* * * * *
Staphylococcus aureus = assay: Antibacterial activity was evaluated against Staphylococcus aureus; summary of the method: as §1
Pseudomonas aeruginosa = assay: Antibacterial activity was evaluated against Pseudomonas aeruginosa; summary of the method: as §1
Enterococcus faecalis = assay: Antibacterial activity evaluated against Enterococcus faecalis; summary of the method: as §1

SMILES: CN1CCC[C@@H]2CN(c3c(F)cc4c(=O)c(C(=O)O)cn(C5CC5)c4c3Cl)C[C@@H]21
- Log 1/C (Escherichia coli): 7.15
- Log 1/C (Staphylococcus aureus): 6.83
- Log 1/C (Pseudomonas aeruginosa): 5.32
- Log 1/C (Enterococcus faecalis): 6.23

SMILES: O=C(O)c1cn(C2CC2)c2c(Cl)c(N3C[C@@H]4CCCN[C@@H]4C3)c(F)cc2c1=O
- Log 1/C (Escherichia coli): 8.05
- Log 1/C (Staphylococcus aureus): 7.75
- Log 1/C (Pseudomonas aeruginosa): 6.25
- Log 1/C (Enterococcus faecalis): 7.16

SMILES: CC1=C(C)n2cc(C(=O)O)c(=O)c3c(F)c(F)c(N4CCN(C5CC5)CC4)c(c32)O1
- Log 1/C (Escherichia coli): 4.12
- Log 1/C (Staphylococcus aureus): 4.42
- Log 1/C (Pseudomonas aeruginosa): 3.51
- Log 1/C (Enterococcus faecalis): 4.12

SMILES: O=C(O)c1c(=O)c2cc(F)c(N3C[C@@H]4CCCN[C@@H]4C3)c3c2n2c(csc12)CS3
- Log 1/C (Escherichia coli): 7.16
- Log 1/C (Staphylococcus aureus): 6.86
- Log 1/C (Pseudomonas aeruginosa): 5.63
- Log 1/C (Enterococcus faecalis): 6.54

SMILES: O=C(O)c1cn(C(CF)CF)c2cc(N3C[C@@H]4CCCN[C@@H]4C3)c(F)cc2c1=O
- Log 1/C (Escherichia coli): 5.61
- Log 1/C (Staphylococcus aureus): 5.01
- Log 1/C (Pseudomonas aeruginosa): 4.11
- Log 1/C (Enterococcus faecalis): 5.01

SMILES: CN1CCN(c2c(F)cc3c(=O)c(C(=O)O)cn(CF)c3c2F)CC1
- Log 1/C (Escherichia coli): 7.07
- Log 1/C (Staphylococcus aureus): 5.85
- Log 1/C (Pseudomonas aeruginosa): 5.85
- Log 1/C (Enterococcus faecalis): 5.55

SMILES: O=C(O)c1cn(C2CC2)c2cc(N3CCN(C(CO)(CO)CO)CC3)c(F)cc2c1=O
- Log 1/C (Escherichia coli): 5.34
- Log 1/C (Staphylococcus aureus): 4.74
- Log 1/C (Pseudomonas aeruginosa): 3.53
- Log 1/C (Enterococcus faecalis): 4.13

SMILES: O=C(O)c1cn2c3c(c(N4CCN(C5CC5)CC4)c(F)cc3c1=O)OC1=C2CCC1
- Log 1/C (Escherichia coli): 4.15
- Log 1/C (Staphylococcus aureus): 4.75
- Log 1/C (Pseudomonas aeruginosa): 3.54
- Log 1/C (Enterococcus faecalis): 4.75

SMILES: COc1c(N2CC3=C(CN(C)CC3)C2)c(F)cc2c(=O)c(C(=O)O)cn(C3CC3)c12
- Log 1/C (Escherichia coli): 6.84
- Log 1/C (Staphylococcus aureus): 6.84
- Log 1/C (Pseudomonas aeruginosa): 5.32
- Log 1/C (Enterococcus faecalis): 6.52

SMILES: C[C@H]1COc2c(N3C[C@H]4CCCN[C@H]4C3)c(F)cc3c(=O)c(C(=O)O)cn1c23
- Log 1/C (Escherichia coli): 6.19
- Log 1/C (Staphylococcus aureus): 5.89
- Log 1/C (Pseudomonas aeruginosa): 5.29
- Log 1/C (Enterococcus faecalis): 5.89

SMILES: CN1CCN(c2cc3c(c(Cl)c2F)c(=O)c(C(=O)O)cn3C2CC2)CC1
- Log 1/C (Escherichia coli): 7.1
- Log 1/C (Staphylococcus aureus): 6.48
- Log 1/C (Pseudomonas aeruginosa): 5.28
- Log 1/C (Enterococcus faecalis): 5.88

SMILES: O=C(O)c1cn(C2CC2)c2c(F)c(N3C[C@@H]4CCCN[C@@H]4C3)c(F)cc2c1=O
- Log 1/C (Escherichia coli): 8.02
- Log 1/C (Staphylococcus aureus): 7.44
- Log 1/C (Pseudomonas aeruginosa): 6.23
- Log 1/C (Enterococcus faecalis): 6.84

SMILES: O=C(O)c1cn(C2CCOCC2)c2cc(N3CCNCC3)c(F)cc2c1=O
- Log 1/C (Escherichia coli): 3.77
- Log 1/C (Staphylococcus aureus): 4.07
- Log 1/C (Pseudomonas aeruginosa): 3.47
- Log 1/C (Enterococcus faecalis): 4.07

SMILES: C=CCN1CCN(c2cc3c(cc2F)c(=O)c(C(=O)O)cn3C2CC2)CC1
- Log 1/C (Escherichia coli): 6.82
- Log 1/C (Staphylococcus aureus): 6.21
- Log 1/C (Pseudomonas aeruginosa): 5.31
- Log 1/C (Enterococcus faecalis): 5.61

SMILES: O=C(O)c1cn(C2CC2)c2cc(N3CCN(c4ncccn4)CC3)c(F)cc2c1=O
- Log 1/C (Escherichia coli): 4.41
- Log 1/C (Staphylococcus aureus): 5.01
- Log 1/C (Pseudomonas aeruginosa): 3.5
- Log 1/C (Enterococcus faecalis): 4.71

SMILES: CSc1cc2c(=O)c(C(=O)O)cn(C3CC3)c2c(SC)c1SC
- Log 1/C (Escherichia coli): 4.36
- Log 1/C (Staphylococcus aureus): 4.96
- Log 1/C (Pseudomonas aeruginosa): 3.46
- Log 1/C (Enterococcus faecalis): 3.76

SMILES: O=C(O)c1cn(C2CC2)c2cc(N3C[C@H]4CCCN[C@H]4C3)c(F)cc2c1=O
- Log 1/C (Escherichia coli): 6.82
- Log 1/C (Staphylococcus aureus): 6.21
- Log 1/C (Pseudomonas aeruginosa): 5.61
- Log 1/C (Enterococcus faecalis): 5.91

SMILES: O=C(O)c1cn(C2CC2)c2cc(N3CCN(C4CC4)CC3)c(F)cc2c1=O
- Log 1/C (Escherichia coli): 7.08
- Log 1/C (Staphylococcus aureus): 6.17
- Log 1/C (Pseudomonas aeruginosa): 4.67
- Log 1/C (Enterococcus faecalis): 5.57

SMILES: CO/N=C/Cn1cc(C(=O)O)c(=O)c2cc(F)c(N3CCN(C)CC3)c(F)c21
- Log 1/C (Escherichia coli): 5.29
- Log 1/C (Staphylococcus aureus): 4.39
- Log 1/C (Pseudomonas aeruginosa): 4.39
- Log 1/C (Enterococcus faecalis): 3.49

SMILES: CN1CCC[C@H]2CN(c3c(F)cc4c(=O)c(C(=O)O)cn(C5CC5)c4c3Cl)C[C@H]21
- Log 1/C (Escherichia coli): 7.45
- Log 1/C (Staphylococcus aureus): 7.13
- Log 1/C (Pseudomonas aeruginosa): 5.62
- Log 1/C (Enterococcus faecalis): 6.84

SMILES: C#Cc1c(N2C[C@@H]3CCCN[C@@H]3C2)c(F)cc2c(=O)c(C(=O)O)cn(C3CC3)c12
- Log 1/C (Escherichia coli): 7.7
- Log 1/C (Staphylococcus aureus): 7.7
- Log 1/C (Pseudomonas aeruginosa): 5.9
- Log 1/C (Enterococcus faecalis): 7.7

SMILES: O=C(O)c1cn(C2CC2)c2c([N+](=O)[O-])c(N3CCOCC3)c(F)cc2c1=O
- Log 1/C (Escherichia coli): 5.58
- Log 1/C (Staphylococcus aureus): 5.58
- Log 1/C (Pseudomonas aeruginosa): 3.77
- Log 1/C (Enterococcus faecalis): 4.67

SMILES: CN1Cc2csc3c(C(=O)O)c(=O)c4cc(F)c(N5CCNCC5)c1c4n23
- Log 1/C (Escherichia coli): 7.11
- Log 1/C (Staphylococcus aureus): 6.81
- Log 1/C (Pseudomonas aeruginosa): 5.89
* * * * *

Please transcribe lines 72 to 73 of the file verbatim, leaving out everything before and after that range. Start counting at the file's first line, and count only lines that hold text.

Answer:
- Log 1/C (Pseudomonas aeruginosa): 5.31
- Log 1/C (Enterococcus faecalis): 5.61